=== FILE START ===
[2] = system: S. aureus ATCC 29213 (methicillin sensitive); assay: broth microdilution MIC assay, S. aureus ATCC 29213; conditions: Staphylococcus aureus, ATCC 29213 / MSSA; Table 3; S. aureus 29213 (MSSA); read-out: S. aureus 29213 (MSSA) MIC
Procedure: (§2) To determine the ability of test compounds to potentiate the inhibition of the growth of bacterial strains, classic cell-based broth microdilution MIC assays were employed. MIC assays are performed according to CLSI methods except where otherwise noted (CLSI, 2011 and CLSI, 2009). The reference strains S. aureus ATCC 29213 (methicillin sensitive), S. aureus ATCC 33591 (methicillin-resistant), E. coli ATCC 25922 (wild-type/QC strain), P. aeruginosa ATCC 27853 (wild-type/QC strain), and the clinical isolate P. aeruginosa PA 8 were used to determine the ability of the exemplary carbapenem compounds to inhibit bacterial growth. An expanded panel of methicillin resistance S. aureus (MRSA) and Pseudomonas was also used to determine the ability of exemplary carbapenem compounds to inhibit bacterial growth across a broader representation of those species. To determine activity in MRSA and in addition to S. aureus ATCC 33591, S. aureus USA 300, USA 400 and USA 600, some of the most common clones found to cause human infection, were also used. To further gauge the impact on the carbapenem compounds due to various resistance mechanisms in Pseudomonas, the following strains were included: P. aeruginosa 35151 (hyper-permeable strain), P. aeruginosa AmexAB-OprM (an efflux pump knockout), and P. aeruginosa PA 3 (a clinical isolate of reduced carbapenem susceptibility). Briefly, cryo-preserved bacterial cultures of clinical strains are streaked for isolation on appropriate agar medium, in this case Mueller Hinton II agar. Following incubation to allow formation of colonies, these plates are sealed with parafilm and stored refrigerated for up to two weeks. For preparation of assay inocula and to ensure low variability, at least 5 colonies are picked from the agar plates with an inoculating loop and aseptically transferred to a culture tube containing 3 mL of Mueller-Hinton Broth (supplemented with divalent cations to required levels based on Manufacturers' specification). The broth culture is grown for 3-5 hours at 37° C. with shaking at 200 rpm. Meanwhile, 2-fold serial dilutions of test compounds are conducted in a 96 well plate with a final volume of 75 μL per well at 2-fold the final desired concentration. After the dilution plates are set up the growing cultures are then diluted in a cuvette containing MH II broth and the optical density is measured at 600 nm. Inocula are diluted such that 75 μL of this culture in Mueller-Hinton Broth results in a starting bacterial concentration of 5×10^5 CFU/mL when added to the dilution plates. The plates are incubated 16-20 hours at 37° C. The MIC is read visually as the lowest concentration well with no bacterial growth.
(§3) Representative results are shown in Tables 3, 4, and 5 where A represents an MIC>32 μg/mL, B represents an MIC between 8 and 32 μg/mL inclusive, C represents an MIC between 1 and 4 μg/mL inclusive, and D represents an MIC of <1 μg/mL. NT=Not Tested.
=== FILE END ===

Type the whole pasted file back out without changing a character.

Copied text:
[2] = system: S. aureus ATCC 29213 (methicillin sensitive); assay: broth microdilution MIC assay, S. aureus ATCC 29213; conditions: Staphylococcus aureus, ATCC 29213 / MSSA; Table 3; S. aureus 29213 (MSSA); read-out: S. aureus 29213 (MSSA) MIC
Procedure: (§2) To determine the ability of test compounds to potentiate the inhibition of the growth of bacterial strains, classic cell-based broth microdilution MIC assays were employed. MIC assays are performed according to CLSI methods except where otherwise noted (CLSI, 2011 and CLSI, 2009). The reference strains S. aureus ATCC 29213 (methicillin sensitive), S. aureus ATCC 33591 (methicillin-resistant), E. coli ATCC 25922 (wild-type/QC strain), P. aeruginosa ATCC 27853 (wild-type/QC strain), and the clinical isolate P. aeruginosa PA 8 were used to determine the ability of the exemplary carbapenem compounds to inhibit bacterial growth. An expanded panel of methicillin resistance S. aureus (MRSA) and Pseudomonas was also used to determine the ability of exemplary carbapenem compounds to inhibit bacterial growth across a broader representation of those species. To determine activity in MRSA and in addition to S. aureus ATCC 33591, S. aureus USA 300, USA 400 and USA 600, some of the most common clones found to cause human infection, were also used. To further gauge the impact on the carbapenem compounds due to various resistance mechanisms in Pseudomonas, the following strains were included: P. aeruginosa 35151 (hyper-permeable strain), P. aeruginosa AmexAB-OprM (an efflux pump knockout), and P. aeruginosa PA 3 (a clinical isolate of reduced carbapenem susceptibility). Briefly, cryo-preserved bacterial cultures of clinical strains are streaked for isolation on appropriate agar medium, in this case Mueller Hinton II agar. Following incubation to allow formation of colonies, these plates are sealed with parafilm and stored refrigerated for up to two weeks. For preparation of assay inocula and to ensure low variability, at least 5 colonies are picked from the agar plates with an inoculating loop and aseptically transferred to a culture tube containing 3 mL of Mueller-Hinton Broth (supplemented with divalent cations to required levels based on Manufacturers' specification). The broth culture is grown for 3-5 hours at 37° C. with shaking at 200 rpm. Meanwhile, 2-fold serial dilutions of test compounds are conducted in a 96 well plate with a final volume of 75 μL per well at 2-fold the final desired concentration. After the dilution plates are set up the growing cultures are then diluted in a cuvette containing MH II broth and the optical density is measured at 600 nm. Inocula are diluted such that 75 μL of this culture in Mueller-Hinton Broth results in a starting bacterial concentration of 5×10^5 CFU/mL when added to the dilution plates. The plates are incubated 16-20 hours at 37° C. The MIC is read visually as the lowest concentration well with no bacterial growth.
(§3) Representative results are shown in Tables 3, 4, and 5 where A represents an MIC>32 μg/mL, B represents an MIC between 8 and 32 μg/mL inclusive, C represents an MIC between 1 and 4 μg/mL inclusive, and D represents an MIC of <1 μg/mL. NT=Not Tested.